Reading India Now is an effort to outline what literary criticism might look like when it becomes attuned to the everyday lives that people live in India outside the shadow of history. Do the routines of a place simply constitute the backdrop against which important historical events play out, or might they also be important on their own terms? Why is the unspectacular, everyday present so often overlooked as a significant realm of experience for the study of India? Is this an issue particular to places like India?
This book foregrounds a time that is everywhere but virtually invisible—a time that is the Indian contemporary. Reading for the contemporary begins by recognizing the political and cultural contradictions of contemporary India: increasing communalization, wealth inequality, and consumerism but also new alternative cultures, queer spaces, publishing venues, readerships, and future imaginaries.
These contradictions are productive of the present. The contemporary offers us new and at times problematic formations; it is where the high and low meet, where conventional generic and formal categories break down, and where the sanctified literary dissolves.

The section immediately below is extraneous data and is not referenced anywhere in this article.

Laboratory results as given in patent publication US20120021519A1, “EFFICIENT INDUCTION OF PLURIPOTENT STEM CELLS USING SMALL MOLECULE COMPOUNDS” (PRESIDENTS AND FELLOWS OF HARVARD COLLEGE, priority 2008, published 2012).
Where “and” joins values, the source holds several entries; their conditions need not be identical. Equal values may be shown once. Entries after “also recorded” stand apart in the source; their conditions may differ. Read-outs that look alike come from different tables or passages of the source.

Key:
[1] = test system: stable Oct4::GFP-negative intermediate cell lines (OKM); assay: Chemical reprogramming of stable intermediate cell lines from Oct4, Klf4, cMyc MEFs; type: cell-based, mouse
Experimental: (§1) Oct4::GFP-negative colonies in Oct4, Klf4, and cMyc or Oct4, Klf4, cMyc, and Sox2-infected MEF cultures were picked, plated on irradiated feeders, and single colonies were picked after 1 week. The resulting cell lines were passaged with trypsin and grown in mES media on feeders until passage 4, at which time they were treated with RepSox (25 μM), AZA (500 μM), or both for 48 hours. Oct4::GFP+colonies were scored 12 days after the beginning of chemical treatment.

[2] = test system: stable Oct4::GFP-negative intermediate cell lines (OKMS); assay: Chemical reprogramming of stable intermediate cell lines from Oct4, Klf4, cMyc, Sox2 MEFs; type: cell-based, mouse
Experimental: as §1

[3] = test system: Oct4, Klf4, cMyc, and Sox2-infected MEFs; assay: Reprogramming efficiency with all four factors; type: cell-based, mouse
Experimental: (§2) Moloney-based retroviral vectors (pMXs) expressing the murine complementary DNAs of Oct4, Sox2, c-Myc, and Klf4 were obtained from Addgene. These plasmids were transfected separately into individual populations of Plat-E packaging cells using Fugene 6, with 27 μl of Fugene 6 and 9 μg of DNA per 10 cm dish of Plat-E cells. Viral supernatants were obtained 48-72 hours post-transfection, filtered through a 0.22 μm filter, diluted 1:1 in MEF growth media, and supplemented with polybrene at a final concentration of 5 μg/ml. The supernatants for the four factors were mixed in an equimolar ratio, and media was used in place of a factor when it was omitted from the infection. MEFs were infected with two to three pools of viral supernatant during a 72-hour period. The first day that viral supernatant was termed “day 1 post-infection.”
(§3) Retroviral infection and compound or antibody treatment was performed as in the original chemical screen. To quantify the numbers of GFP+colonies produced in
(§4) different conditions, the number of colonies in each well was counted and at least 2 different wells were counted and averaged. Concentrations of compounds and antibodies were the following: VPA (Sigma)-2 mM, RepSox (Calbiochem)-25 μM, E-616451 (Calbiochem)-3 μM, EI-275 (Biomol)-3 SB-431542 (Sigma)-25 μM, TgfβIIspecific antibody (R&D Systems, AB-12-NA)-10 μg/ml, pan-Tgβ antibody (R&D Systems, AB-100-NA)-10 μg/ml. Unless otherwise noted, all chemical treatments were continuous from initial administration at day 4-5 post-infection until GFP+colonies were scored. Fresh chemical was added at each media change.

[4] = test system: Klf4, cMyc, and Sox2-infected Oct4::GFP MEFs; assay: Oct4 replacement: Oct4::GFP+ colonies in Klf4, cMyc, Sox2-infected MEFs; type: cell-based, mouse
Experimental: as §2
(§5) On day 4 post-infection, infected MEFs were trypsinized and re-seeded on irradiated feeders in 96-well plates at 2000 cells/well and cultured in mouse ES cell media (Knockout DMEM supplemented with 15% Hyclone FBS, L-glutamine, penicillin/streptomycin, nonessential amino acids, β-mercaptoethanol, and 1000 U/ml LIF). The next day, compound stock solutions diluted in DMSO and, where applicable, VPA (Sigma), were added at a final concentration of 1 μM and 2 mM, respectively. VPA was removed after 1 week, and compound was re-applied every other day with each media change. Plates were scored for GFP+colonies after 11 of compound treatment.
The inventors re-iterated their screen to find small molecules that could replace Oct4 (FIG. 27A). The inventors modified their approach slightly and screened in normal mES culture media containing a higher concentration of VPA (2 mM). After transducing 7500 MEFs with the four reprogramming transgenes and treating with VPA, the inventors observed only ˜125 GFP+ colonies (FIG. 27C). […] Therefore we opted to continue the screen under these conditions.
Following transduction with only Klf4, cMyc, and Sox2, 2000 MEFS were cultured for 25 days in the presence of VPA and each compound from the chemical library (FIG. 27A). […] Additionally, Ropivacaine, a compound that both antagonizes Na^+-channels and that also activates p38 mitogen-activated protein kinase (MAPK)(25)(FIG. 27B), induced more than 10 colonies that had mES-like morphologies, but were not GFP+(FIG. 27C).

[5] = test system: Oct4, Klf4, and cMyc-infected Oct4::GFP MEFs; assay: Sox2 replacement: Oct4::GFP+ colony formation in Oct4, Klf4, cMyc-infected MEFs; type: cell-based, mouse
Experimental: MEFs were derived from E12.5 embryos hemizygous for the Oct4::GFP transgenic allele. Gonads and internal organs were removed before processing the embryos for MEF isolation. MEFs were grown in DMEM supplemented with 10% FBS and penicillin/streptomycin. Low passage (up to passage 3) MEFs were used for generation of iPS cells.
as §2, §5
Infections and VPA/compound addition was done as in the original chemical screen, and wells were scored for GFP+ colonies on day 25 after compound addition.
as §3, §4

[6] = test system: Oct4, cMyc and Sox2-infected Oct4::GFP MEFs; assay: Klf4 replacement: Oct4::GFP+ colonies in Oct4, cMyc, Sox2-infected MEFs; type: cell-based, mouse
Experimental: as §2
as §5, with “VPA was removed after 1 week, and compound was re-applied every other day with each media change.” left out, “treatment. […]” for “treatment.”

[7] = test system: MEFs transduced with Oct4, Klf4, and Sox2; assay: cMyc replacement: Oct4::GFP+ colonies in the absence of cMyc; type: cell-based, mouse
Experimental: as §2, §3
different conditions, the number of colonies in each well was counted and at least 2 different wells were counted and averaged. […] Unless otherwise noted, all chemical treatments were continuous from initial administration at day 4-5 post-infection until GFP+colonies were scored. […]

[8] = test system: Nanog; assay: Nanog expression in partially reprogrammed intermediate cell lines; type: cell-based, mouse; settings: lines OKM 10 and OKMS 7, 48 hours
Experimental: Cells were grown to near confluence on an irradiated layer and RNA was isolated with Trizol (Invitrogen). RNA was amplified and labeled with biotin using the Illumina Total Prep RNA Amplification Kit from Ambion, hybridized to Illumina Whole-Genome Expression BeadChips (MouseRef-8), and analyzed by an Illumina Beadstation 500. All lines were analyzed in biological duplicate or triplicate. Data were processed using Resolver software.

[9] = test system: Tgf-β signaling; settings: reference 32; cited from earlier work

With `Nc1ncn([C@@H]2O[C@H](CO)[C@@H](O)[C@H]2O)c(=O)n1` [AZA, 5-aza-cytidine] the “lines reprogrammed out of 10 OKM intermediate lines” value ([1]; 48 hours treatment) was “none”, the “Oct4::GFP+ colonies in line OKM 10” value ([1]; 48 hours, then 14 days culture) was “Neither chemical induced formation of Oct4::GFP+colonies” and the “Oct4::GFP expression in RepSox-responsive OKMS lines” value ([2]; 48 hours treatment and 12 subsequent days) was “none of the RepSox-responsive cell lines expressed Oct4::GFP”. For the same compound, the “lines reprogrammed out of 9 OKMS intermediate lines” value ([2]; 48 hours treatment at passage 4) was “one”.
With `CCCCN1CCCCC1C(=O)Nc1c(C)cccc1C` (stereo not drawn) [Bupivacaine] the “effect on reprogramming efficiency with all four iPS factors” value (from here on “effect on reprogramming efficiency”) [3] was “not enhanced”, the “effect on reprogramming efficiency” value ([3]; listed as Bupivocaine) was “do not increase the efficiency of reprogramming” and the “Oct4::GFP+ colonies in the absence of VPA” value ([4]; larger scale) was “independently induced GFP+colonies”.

Ulka Anjaria is Associate Professor of English at Brandeis University, Waltham, Massachusetts. Her research interests are South Asian literatures and film, postcolonial literature and theory, the global novel, interdisciplinary approaches, and literary theory.
Introduction: In Search of an Indian Contemporary
Part I Locations
1. The New Provincialism
2. Writing the City Now
Part II Publics
3. In Pursuit of the Common Man
4. Melodrama and the Open Edge of Politics
Part III Representations
5. Literature beyond the Pale
6. Inside and Out
Afterword: Contemporaneity’s Futures